• If you intend to multiply two complex numbers, z1 = r1 (cos θ1 + i sin θ1), and z2 = r2 (cos θ2 + i sin θ2), the product is derivable by following a few simple steps:
              -Multiply the moduli to find the product modulus: r1 times r2
              -Add the arguments to find the sum argument: cos (θ1 + θ2) + i sin (θ1 + θ2)
              -Multiply the product modulus by the sum argument: r1r2 [cos (θ1 + θ2) + i sin (θ1 + θ2)]
  • To divide two complex numbers:
              -Divide the moduli to get the quotient modulus: r1/r2
              -Subtract the arguments to get the difference argument: cos (θ1 – θ2) + i sin (θ1 – θ2)
              -Multiply the quotient modulus by the difference argument: r1/r2 [cos (θ1 – θ2) + i sin (θ1 – θ2)]
  • Example:
               z1 = √(3/2 + (1/2)i
               z2 = -2 – 2i
               Find z1 * z2:
                        (1) Express each in trigonometric form
                             z1 = 2(cos 30° + i sin 30°)
                             z2 = 2√2(cos 225° + i sin 225°)
                        (2) Multiply moduli:
                             2 * 2√2 = 4√2
                        (3) Add arguments:
                             cos(30° + 225°) + i (sin 30° + 225°)
                        (4) Triangular Form = 4√2 [cos(30° + 225°) + i (sin 30° + 225°)]
                             4√2[cos (255°) + i (sin 255°)]
               To find in Rectangular Form, evaluate the cos 255° and sin 255° and simplify:
                        4√2 [cos (255°) + i (sin 255°)]
                             With the sum and difference formulae:
                                 cos (a+b) = cos a cos b – sin a sin b
                                 sin (a+b) = sin a cos b + sin b cos a
                             With calculator:
                                 cos 255° = -.2588
                                 sin 255° = -.9659
                        -1.464 – 5.464i

DeMoiver's Theorem

  • By repeating the multiplication procedure outlined just above, one may derive DeMoivre’s Theorem, which allows us to compute powers and roots of complex numbers.
  • To illustrate, if we were to continue to multiply z = r (cos θ + i sin θ) by itself, we’d get:
               z2 = r2 (cos 2θ + i sin 2θ)
               z3 = r3 (cos 3θ + i sin 3θ)
               z4 = r4 (cos 4θ + i sin 4θ)
  • For negative exponents, it unfolds in the following pattern:
               z-1 = r-1 [(cos(-θ)) + i sin (-θ)]
               z-2 = r-2 [(cos(-2θ)) + i sin (-2θ)]
  • Formally stated as a rule, DeMoivre’s Theorem reads:
               zn = rn (cos nθ + i sin nθ)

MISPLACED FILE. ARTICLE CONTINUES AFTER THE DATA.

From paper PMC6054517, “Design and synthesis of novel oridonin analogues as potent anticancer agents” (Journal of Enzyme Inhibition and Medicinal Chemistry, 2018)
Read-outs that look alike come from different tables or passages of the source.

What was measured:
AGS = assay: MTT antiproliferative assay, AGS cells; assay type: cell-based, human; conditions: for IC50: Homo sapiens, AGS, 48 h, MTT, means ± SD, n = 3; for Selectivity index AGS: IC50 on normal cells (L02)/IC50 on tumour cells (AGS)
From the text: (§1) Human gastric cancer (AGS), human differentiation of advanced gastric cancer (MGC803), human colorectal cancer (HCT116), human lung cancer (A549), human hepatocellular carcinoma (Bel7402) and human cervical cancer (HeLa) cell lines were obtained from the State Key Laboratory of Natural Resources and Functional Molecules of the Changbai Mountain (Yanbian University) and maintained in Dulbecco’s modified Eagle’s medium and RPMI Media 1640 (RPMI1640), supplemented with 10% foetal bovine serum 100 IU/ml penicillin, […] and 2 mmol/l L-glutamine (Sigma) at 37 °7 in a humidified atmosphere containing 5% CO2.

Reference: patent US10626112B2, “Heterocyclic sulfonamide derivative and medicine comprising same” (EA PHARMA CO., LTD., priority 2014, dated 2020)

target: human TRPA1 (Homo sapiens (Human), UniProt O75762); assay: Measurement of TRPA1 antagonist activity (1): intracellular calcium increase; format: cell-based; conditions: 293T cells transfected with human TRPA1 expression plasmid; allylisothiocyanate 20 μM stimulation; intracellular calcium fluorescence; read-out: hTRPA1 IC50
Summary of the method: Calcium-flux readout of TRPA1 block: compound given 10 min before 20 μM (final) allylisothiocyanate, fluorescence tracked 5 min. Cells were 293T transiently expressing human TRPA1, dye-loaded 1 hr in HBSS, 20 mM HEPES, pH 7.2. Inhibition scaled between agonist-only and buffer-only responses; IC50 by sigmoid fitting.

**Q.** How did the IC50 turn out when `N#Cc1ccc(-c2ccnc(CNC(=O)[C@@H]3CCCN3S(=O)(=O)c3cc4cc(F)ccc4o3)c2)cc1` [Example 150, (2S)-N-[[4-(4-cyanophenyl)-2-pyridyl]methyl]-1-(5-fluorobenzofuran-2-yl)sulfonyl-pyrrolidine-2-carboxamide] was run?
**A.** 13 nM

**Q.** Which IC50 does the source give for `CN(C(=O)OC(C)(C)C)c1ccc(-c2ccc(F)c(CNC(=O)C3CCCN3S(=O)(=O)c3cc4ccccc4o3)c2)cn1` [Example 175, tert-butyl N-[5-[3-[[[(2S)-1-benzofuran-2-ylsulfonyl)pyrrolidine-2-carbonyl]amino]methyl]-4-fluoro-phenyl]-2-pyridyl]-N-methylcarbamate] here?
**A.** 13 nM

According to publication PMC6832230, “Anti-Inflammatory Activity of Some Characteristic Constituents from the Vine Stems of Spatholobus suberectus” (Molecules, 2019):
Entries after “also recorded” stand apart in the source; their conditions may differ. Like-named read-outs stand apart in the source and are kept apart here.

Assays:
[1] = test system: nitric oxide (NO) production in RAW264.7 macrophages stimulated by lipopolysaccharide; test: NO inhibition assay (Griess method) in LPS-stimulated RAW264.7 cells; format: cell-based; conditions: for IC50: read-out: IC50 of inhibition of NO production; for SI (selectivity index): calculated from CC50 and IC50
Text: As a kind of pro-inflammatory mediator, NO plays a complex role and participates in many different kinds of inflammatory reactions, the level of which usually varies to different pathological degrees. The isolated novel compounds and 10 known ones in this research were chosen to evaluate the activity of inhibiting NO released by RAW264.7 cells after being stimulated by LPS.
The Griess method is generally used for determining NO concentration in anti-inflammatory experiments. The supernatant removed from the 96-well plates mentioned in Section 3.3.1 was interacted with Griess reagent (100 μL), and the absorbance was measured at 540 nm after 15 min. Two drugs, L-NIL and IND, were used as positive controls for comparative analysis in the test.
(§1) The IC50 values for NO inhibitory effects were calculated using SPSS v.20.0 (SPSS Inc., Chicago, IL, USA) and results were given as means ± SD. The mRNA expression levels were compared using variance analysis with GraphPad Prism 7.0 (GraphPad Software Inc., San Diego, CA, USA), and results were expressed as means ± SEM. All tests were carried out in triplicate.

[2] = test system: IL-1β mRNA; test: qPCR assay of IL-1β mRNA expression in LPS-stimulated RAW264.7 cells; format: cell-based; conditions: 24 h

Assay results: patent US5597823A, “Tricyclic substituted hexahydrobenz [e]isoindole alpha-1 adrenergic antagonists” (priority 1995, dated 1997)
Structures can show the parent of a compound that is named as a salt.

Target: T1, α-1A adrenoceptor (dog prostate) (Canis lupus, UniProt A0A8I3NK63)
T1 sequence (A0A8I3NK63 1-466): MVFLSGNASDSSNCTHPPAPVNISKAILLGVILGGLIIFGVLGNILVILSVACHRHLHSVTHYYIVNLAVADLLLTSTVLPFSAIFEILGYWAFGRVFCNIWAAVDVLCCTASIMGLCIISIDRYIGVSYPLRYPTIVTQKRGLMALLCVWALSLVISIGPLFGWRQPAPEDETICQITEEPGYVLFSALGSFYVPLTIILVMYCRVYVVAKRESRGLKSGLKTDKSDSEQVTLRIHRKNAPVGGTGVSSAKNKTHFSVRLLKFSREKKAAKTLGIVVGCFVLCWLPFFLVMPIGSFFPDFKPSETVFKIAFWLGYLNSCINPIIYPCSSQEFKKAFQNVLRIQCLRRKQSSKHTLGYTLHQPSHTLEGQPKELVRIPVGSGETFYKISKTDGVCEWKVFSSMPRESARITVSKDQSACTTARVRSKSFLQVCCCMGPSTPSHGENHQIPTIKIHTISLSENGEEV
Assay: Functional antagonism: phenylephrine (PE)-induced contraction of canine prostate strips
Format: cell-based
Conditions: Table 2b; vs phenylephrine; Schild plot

• EXAMPLE:
               (1 + √3i)5
                        -In trigonometric form:
                             2(cos 60° + i sin 60°)
                        -Apply DeMoivre's Theorem:
                             25 [cos 5(60°) + i sin 5(60°)]
                             32 (cos 300° + i sin 300°)
                             32 (1/2 + i(-√3)/2)
                             16 – (16√3)i

Roots of Complex Numbers

Calculating roots of complex numbers
  • Some basics about visualizing the roots of complex numbers:
               -The n roots of a complex number all lie on the circle formed within the complex plane with center at the origin and radius = (r)(1/n)
               -The n roots on said circle are all equally spaced, beginning at K = 0 and proceeding until k = n-1, progressing at arguments (i.e., intervals) differing by 360°/n
  • Formula:
               -Given any positive integer, n, then the nonzero complex number z (where z = r (cos θ + i sin θ)) has exactly n distinct nth roots, given by the following equation, in which k = 0, 1, 2,...., (n-1):
                        W (sub k) = (r)^n [cos (θ/n + k * 360°/n) + i sin (θ/n + k * 360°/n)]
  • Example: Find the 6th roots of 5 + 12i
               (1) Write 5 + 12i in trigonometric form:
                        r = √(52 + 122) = 13
                        θ = arctan (12/5) ~ 67.38°
                        Thus, 5 + 12i = 13(cos θ + i sin θ)
               (2) Since we're looking for sixth roots (n = 6), we replace n with 6 and simplify:
                        W (sub k) = 131/6 [cos(θ/6 + k * 360/6) + i sin (θ/6 + k * 360/6)]
                        W (sub k) = 1.533 [cos (67.38/6 + k * 60) + i sin 11.23 + 60k)]
                        W (sub k) = 1.533 [cos(11.23 + 60k) + i sin (11.23 + 60k)]
               (3) Plug in the various values of k up to (n-1) where n = 6 (because of the sixth roots).
                        K = 0 -> 1.504 + .299i
                        K = 1 -> .493 + 1.451i
                        K = 2 -> -1.01 + 1.153i
                        K = 3 -> -1.504 + -.299i
                        K = 4 -> -.493 + -1.451i
                        K = 5 -> 1.01 + -1.153i